Rick Perry’s tuition troubles have a lot to do with the difference between politics in Texas and politics everywhere else.

His support for in-state tuition for the children of illegal immigrants — and the fact that he’s sticking with it — started a political tornado. It was enough to make Herman Cain say he would vote for Mitt Romney for president but not for Mr. Perry.

In Texas, there was almost no controversy when the law passed in 2001 with nearly unanimous support from lawmakers of both parties, and it hasn’t been much of an issue since — or wasn’t, until that twister touched ground. Earlier this year, an effort to undo it died in the halls of the Capitol.

And there’s a way to sell it. John Sharp, the new chancellor of the Texas A&M University System and an on-again, off-again buddy of the governor’s, fielded a question about it at a Texas Tribune event last week. He made it sound easy, blaming the federal government for leaving the gate open and then turning the result into an issue of education and economic development that the state was forced to address. It looked, in that version, as if the governor had no choice. The audience — a Texas audience — appeared to swallow it whole. Maybe Mr. Sharp should join Mr. Perry’s debate prep team.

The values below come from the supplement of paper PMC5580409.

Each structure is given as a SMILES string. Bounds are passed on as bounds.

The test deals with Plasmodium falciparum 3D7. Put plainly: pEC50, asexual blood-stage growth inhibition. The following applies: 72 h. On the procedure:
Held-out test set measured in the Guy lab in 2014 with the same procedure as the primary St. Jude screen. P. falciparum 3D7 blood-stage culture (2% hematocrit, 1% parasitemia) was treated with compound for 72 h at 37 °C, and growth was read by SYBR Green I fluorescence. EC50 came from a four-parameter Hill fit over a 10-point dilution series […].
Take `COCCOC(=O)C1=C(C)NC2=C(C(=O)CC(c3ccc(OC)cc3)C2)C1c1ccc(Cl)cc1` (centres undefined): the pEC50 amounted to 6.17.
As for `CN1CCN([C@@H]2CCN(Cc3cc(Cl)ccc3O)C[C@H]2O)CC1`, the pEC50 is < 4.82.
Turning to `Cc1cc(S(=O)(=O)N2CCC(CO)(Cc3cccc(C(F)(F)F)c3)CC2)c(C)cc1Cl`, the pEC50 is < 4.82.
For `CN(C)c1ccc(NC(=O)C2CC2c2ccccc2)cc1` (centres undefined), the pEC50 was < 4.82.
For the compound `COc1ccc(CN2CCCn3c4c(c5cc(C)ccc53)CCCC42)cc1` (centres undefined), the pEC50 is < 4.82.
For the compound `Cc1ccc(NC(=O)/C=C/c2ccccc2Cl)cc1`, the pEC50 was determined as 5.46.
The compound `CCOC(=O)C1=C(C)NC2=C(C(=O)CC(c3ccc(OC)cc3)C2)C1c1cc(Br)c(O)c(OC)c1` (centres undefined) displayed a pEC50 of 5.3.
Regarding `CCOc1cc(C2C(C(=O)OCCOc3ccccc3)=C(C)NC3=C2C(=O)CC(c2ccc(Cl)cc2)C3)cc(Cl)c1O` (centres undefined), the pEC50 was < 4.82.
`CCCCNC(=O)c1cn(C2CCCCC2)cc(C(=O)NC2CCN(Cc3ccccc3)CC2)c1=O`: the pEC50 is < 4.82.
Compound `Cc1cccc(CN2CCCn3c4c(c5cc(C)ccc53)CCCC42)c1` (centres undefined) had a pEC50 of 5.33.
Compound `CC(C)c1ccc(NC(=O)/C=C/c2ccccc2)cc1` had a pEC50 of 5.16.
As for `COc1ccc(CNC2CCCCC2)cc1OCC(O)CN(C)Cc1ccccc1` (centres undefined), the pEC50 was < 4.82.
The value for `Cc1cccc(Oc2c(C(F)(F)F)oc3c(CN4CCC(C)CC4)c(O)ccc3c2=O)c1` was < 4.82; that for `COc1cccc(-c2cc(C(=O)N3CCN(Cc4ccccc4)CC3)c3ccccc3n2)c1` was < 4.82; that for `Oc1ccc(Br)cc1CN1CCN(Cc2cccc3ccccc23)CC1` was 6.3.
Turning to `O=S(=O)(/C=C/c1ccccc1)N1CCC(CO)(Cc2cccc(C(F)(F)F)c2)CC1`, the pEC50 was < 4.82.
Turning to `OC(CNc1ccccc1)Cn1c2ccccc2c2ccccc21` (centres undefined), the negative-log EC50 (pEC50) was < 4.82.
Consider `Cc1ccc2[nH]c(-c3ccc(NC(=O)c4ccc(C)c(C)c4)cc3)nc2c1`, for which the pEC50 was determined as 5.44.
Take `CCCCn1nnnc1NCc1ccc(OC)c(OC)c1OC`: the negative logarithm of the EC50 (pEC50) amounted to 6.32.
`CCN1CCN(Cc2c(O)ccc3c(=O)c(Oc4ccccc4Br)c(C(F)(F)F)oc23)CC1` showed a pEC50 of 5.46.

“The governor, the Legislature, the 174 members who voted for that piece of legislation did not get the choice of whether or not those kids were there,” Mr. Sharp said. “Their choice is whether or not those kids are going to become productive citizens or become one hell of a drag on the Texas economy, and that’s it. It seems that common sense dictates that maybe, from a Texas point of view, we need to make sure they’re not that kind of a drag on the Texas economy.”

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